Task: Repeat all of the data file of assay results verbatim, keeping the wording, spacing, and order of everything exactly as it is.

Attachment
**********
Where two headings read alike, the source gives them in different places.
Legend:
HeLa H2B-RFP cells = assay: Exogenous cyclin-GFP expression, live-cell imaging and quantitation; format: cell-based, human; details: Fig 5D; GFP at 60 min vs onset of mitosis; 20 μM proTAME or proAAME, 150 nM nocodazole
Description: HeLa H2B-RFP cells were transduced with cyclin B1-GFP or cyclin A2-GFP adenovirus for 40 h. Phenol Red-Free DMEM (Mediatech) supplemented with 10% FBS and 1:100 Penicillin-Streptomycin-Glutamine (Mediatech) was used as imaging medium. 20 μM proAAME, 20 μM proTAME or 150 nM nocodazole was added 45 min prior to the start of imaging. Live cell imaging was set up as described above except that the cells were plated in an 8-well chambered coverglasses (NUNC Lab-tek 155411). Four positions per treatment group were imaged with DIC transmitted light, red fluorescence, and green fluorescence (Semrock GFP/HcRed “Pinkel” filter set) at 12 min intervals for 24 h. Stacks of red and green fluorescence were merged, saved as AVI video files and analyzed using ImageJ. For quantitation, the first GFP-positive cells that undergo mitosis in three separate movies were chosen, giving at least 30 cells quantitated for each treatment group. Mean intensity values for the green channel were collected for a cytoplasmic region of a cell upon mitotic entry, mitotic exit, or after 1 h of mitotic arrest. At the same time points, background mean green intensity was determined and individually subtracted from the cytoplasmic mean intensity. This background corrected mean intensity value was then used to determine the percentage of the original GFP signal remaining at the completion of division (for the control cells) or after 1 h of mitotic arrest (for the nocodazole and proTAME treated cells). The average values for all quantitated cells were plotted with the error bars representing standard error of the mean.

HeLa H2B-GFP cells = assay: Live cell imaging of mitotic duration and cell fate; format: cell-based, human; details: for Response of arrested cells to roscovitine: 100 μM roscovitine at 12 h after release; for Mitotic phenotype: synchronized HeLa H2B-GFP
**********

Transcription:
Where two headings read alike, the source gives them in different places.
Legend:
HeLa H2B-RFP cells = assay: Exogenous cyclin-GFP expression, live-cell imaging and quantitation; format: cell-based, human; details: Fig 5D; GFP at 60 min vs onset of mitosis; 20 μM proTAME or proAAME, 150 nM nocodazole
Description: HeLa H2B-RFP cells were transduced with cyclin B1-GFP or cyclin A2-GFP adenovirus for 40 h. Phenol Red-Free DMEM (Mediatech) supplemented with 10% FBS and 1:100 Penicillin-Streptomycin-Glutamine (Mediatech) was used as imaging medium. 20 μM proAAME, 20 μM proTAME or 150 nM nocodazole was added 45 min prior to the start of imaging. Live cell imaging was set up as described above except that the cells were plated in an 8-well chambered coverglasses (NUNC Lab-tek 155411). Four positions per treatment group were imaged with DIC transmitted light, red fluorescence, and green fluorescence (Semrock GFP/HcRed “Pinkel” filter set) at 12 min intervals for 24 h. Stacks of red and green fluorescence were merged, saved as AVI video files and analyzed using ImageJ. For quantitation, the first GFP-positive cells that undergo mitosis in three separate movies were chosen, giving at least 30 cells quantitated for each treatment group. Mean intensity values for the green channel were collected for a cytoplasmic region of a cell upon mitotic entry, mitotic exit, or after 1 h of mitotic arrest. At the same time points, background mean green intensity was determined and individually subtracted from the cytoplasmic mean intensity. This background corrected mean intensity value was then used to determine the percentage of the original GFP signal remaining at the completion of division (for the control cells) or after 1 h of mitotic arrest (for the nocodazole and proTAME treated cells). The average values for all quantitated cells were plotted with the error bars representing standard error of the mean.

HeLa H2B-GFP cells = assay: Live cell imaging of mitotic duration and cell fate; format: cell-based, human; details: for Response of arrested cells to roscovitine: 100 μM roscovitine at 12 h after release; for Mitotic phenotype: synchronized HeLa H2B-GFP